After that, the album's themes get more serious. "Land of Confusion" is a cautionary song about life in the nuclear age, with that famous video using puppets to perform satire on the geopolitics of the time. The album's two ballads, "Throwin' it All Away" and "In Too Deep", are both about failed love affairs, one from the point of view of the person ending the affair and the other from the POV of the person being left. Both are beautiful songs, but both are quite sad. The first asks "Now who will light up the darkness / and who will hold your hand? / Who will find you the answers / when you don't understand?", while the second has Phil Collins meditating thusly: "I gave you too many reasons, being alone, when I didnt want to. / I thought youd always be there, I almost believed you, / All this time, I still remember everything you said, oh / Theres so much you promised, how could I ever forget."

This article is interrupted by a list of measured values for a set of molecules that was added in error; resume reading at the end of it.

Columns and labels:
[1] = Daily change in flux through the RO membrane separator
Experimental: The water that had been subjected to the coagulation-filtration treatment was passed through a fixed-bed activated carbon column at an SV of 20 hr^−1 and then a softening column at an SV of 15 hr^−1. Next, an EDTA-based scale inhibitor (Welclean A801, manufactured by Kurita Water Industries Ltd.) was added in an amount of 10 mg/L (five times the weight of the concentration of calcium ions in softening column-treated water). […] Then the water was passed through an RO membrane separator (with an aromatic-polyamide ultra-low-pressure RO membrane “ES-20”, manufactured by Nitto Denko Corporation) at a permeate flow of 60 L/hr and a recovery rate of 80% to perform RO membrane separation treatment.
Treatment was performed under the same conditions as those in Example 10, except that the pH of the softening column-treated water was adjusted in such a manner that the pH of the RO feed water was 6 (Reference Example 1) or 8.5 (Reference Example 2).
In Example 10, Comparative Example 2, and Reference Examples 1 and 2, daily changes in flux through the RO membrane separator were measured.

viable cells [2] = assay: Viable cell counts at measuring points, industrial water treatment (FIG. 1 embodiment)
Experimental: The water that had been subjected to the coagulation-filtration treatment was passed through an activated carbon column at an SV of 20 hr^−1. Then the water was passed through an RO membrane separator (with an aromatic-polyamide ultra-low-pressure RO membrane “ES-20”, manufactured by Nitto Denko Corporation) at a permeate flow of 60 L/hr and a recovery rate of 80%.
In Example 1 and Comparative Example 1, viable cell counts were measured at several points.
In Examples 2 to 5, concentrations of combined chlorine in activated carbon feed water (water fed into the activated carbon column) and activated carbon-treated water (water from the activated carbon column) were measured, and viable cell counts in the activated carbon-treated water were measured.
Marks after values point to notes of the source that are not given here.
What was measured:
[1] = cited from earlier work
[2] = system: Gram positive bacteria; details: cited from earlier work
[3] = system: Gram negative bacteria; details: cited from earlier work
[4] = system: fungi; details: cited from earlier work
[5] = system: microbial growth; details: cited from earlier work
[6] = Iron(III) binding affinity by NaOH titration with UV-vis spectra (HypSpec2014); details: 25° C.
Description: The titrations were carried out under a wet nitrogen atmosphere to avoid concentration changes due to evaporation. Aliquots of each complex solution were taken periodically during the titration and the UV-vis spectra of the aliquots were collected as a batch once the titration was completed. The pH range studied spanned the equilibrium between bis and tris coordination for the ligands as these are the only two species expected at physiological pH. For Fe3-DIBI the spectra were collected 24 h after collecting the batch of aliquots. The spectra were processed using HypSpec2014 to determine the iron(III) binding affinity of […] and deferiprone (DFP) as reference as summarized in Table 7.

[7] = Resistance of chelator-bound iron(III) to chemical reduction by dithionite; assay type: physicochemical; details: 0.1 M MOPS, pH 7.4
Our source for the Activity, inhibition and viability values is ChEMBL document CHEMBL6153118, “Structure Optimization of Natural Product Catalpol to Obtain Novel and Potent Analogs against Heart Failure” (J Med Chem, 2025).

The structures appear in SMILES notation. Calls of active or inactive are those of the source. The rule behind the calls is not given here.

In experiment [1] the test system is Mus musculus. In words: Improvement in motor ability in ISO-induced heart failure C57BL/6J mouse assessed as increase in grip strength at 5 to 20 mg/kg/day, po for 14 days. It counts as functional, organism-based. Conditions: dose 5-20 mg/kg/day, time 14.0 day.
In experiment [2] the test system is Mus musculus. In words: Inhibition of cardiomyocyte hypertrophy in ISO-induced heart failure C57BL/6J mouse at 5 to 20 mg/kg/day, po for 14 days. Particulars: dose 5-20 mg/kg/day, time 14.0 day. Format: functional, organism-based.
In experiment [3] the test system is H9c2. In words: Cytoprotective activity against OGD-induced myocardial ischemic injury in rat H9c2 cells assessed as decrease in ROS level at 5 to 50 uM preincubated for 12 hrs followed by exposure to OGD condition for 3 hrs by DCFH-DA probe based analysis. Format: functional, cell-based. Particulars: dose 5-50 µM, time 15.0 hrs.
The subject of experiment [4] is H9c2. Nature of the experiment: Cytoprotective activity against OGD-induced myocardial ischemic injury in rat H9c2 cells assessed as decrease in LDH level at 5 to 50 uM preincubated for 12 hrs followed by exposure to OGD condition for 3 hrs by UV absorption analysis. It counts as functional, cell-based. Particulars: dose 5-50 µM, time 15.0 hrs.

One of my favorite rock songs of all time is "Tonight, Tonight, Tonight", which to my ears describes the harrowing night of a strung-out drug addict ("I got some money in my pocket / about ready to burn, / I don't remember where I got it / I gotta get it to you."). This song is sometimes heard in a shortened version, but it just doesn't sound right to me outside its eight-minute length with the long instrumental interlude in the middle. And then there's the two-part, eleven-minute "Domino", all of eleven minutes long. I have no idea what "Domino" is about -- maybe nuclear annihilation? It's a very strange song, but deeply compelling, as well, with some of the album's finest imagery in its lyrics: "Sheets of double glazing help to keep outside the night, / Only foreign city sirens can cut through, / Nylon sheets and blankets help to minimize the cold. / But they cant keep out the chilling sounds."
Rounding it all out is a vocal-less techno track, "The Brazilian", that was actually used in a gritty episode of Magnum, PI. For all the pop sound on the Invisible Touch album, the songs themselves are not pure pop at all. There's a lot going on underneath the surface of this record.
Anyway, here's one of those two ballads, "In Too Deep".
I remember how a lot of the kids I hung out with in high school and college had specific pop or rock albums that they listened to on their Walkmen at night, with all the lights out. Invisible Touch was mine.